It sounds like you're open to children's books, so check out Tove Jansson's Moomin books (which are really better appreciated by adults anyway, especially the later ones.) I'm not sure if you only want books about people who are traveling or if you just want them to be set in places you can enjoy virtually traveling to. Some of the Moomin books have travel and in some of them the Moomins are just at home in Moominvalley. All of them are delightful and even when they're a little dark, like Moominpappa at Sea (in which the Moomin family travels to an island and tries living there) or Moominvalley in November (in which various people travel to Moominvalley and stay at the Moomin family's house while they're away on the island) they're still cozy, with happy endings.

Ronia the Robber's Daughter by Astrid Lindgren is another wonderful kids' book. The characters aren't on a journey, but the place they live is a place you might really enjoy traveling to. They face danger at some points and people get angry with each other, but the whole thing is really pretty cozy.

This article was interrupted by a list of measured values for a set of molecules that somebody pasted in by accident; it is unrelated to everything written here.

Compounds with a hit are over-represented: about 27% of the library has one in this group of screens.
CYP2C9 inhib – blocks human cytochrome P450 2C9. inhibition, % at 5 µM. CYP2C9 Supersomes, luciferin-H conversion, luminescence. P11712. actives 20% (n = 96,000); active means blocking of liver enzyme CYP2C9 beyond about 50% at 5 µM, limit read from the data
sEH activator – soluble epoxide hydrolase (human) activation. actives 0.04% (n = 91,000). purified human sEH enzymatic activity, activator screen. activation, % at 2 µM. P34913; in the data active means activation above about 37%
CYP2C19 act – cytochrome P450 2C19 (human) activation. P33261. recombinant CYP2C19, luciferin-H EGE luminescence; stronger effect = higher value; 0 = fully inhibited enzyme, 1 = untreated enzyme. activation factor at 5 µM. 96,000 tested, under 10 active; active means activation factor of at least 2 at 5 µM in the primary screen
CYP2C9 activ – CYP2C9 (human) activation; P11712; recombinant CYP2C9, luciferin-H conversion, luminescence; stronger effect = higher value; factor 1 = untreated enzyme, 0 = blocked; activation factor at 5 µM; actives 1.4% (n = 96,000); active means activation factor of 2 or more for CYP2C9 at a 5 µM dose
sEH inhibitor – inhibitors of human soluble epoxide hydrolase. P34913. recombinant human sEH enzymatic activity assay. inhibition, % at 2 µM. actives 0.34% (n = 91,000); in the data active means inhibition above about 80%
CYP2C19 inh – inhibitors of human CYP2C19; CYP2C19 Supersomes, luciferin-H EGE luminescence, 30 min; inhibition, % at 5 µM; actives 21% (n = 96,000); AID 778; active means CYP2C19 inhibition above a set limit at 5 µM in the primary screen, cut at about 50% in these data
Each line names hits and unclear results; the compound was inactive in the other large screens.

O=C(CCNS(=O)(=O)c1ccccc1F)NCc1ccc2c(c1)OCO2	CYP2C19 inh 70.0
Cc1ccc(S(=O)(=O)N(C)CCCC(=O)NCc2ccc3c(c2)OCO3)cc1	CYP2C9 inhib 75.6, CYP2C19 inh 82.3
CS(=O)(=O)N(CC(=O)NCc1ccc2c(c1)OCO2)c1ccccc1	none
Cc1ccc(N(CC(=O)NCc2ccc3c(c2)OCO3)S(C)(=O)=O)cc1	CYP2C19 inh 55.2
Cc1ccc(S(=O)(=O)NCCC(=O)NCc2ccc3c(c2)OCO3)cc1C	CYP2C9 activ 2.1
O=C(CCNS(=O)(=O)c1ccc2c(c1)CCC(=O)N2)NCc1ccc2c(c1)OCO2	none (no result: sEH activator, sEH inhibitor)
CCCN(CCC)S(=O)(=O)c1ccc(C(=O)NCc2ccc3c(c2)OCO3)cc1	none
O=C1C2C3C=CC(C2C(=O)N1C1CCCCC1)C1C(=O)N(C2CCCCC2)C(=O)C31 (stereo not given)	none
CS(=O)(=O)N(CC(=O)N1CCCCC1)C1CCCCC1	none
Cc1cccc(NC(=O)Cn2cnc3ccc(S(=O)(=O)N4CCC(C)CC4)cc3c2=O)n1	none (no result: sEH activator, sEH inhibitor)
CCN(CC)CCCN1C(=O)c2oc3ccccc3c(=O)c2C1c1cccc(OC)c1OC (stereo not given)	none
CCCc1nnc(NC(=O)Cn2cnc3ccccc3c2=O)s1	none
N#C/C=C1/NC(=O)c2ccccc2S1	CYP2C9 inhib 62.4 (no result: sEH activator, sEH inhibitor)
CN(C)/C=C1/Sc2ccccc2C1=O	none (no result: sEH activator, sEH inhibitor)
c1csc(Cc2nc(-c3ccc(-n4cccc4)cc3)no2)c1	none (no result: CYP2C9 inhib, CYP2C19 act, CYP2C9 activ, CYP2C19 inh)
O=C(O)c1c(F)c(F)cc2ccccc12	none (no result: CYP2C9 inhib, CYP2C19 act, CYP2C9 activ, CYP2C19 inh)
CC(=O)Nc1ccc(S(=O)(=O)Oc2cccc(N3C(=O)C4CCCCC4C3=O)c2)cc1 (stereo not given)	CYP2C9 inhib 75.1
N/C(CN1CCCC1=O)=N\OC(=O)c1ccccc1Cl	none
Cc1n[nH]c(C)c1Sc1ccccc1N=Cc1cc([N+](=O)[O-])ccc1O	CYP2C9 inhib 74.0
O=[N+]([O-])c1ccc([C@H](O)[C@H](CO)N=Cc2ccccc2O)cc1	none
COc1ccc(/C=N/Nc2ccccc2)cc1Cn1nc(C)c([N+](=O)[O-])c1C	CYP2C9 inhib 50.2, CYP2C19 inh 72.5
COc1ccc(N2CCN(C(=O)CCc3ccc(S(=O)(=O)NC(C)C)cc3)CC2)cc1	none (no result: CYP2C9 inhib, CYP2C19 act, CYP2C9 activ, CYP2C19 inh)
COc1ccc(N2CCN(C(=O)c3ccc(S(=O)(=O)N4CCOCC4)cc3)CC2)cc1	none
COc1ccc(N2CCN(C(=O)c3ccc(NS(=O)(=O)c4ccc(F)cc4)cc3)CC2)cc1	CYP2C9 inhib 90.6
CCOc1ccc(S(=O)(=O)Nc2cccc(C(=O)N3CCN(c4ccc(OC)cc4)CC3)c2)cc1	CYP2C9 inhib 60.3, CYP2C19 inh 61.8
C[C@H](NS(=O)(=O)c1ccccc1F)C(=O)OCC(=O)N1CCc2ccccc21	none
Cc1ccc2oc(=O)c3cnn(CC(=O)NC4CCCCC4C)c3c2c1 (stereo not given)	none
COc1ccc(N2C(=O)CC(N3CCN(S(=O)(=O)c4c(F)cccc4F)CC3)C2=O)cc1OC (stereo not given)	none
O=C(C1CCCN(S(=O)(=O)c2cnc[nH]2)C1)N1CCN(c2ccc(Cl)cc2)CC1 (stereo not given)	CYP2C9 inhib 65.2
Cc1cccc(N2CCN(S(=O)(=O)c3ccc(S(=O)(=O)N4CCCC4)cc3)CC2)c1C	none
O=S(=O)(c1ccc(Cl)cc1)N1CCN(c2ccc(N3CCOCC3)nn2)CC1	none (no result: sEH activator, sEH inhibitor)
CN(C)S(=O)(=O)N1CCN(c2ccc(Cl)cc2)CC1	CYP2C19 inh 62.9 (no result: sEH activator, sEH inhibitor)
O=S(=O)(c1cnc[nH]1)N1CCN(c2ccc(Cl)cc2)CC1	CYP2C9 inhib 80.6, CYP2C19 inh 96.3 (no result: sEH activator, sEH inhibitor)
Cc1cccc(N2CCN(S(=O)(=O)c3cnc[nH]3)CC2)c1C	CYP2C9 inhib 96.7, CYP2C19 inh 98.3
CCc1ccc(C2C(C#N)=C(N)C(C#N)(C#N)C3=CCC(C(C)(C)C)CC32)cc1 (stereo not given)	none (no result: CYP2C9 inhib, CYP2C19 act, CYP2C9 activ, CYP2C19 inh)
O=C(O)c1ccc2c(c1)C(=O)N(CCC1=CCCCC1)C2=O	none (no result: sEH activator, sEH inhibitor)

posted by Redstart at 8:32 PM on April 23 [5 favorites]


The Wouldbegoods, by E. Nesbitt.
posted by Don Pepino at 8:43 PM on April 23


If you're up for graphic novels and are okay with a quirky safe place without much travel, I think Castle Waiting (both volumes) captures that cozy feeling really well - pretty much the whole thing is set in a castle peopled by a small number of odd individuals who are pretty much "found family" to each other. I thought it was really sweet.

I also loved the found family feel in A Long Way to a Small, Angry Planet, though there is sadness in one part. It's travel sci-fi moreso than fantasy but still scratched the same "cozy" itch for me.

Oh! And The Dark Lord of Derkholm, which is by the same author as Howl's Moving Castle, struck me as super cozy, with a safe, appealing "home base" though the characters do move around the land quite a lot.
posted by DingoMutt at 8:57 PM on April 23 [3 favorites]


Definitely Howl’s Moving Castle.

Also the series by Patricia Wrede starting with Dealing with Dragons.

I think Nine Goblins by T. Kingfisher is pretty sweet and gentle.

There’s some of this in all of Lois McMaster Bujold’s stuff, but for maximum cozy and minimum conflict you probably want the Penric novellas or A Civil Campaign in the Vorkosigan Saga.

There’s also some of this but also lots of fighting and saving the world in Tamora Pierce’s books.